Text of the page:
Bee Lavender has lived through more sickness than I thought I would have the stomach to even read about. It seems as though every unfortunate illness and ill-luck has befallen this woman: cancer, car accident, complications, and more complications. I read this book when I was quite sick and struggling through a series of unsuccessful diagnoses, feeling completely overwhelmed with chronic illness. Somehow reading Lavender’s writing about sickness actually made me feel better. Her book is empowering. Lavender faces illness without flinching, making for an uplifting, if slightly terrifying, read. The narrative is up-front and personal, which along with the book being a short 160 pages, makes it very accessible. (submitted by TH)
I love it when I find readable non-fiction, and this book is both eminently readable and lovable. Part of the CBC Massey lecture series, it speaks to culture, language and society, and what happens as we lose the thread between ourselves and our past. Like Ronald Wright’s A Short History of Progress (another excellent Massey lecture that deserves its own blog post), Davis questions the global thirst for progress. However, unlike Wright, Davis is less doomsday in his outlook and celebrates modern navigators in Hawaii and aboriginal peoples in Canada, among others, in their efforts to reclaim a gentler way of thinking and doing. A very important book with a message that is becoming hard to ignore. (submitted by LH)
I found this book riveting and fascinating. Veteran journalist William Lobdell was in his early twenties when he became a born-again Christian. At the time, few reporters were interested in the religion beat – a topic regarded as an antiquated arena for fading journalists. Lobdell had a vision for this position however, and landing it became a powerful calling. He prayed and waited years for the opportunity. Then it happened in 1998. The Los Angeles Times hired him for the job and he felt his prayers were finally answered.
For eight years he travelled extensively, looking for inspirational stories in all walks of life, as well as interviewing some of the world’s most prominent religious leaders. However, he continually found disturbing discrepancies between the tenets of the various faiths, and the actual behaviour of the faithful and their leaders. Eventually, he let go of his faith and surprisingly, found more peace in “the truth.” This book is not a defence of atheism using hard science, instead it is a passionate, spiritual journey full of revelations – a must read for anyone grappling with all the hard questions.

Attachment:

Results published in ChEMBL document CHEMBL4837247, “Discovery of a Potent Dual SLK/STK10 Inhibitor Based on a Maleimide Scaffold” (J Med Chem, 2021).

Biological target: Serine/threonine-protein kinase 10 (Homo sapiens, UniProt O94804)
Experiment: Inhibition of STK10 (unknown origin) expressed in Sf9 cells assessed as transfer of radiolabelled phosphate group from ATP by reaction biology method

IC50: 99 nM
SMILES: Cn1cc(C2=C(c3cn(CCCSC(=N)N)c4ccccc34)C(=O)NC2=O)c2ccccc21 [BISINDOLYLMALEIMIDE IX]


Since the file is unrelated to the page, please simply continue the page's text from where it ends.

I am starting to give more money to charity. Sometimes it’s hard to know where to begin. Help locally? Help in developing countries? Help animals, people, or the environment? And how should I involve my kids so they know how fortunate they are?
Well, this book definitely got me thinking. It’s about a family whose 14-year-old daughter wants to do more for others. Her parents are motivated by her good intentions and decide to sell their 6,500 square foot house and downsize to something half as big and half the price. They plan to give the other half of the proceeds to charity. This is the true story of this process. It’s interesting to hear how they chose who to give the money to, and how this act changes their family dynamics for the better. A short and uplifting book. (submitted by KA)
What a soap opera! Andrew Ross Sorkin uses his behind-the-scenes access to lay out the details of the recent financial crisis, from the failure of Lehman Brothers to the near failure of other key financial players. This is riveting and page-turning stuff – you can also get updates on this ever-changing drama on his blog, dealbook, for the continuing story. It’s a big book, and I couldn’t put it down. If you want a moment-to-moment breakdown of the events and decisions made by the big boys in 2008-2009, you’ll enjoy this one. I certainly did. Update: HBO is making it into a movie. (submitted by Jen)
I bought this book. I have given it as a high-school graduation gift. I cannot recommend more highly. Mark Goulston dissects his natural gifts to share with the rest of us. Simple and powerful techniques for better and effective communication, especially with difficult people, or with people who are having a difficult time. Very practical and enjoyable to read.
Some of the things I liked:
- Stop trying to be interesting, be interested instead
- Let a person in crisis exhale: they vent, be quiet, they stop, say “tell me more”, don’t engage or debate or offer solutions, just listen and let them exhale
- Make everyone feel valuable
- Share your own vulnerabilities (bare your neck)
- Steer clear of toxic people: the needy, bullies, takers, narcissists, and psychopaths
- Ask: What is impossible but desirable? Then ask: What would make that possible?
- Ask: “Do you really believe that?” when they make a hyperbolic statement
- The power of “Hmmmm….” (and “Really” and “And so…” and “Tell me more” and “Then what happened?”) to de-escalate
- Cause people to look up (with their eyes) and reflect on your question – you’ll make a better connection with them than if your question is transactional (yes/no) (submitted by Jen)
A very angry cook wrote the iconoclastic Kitchen Confidential about the underbelly of the New York restaurant scene in the 1980s and 1990s, published in 2000. It made Anthony Bourdain a star. I loved that book. This is the follow-up. He’s older and wiser and less angry, or at least he’s more self-aware and philosophical about it. He writes the way he talks – which will be familiar if you’ve watched his TV show, No Reservations. This book is about how Kitchen Confidential utterly changed his life, opening up the world to him. He tells great stories, in a wry and humourous tone, and I was only sorry that the book ended – I would’ve been happy to keep reading.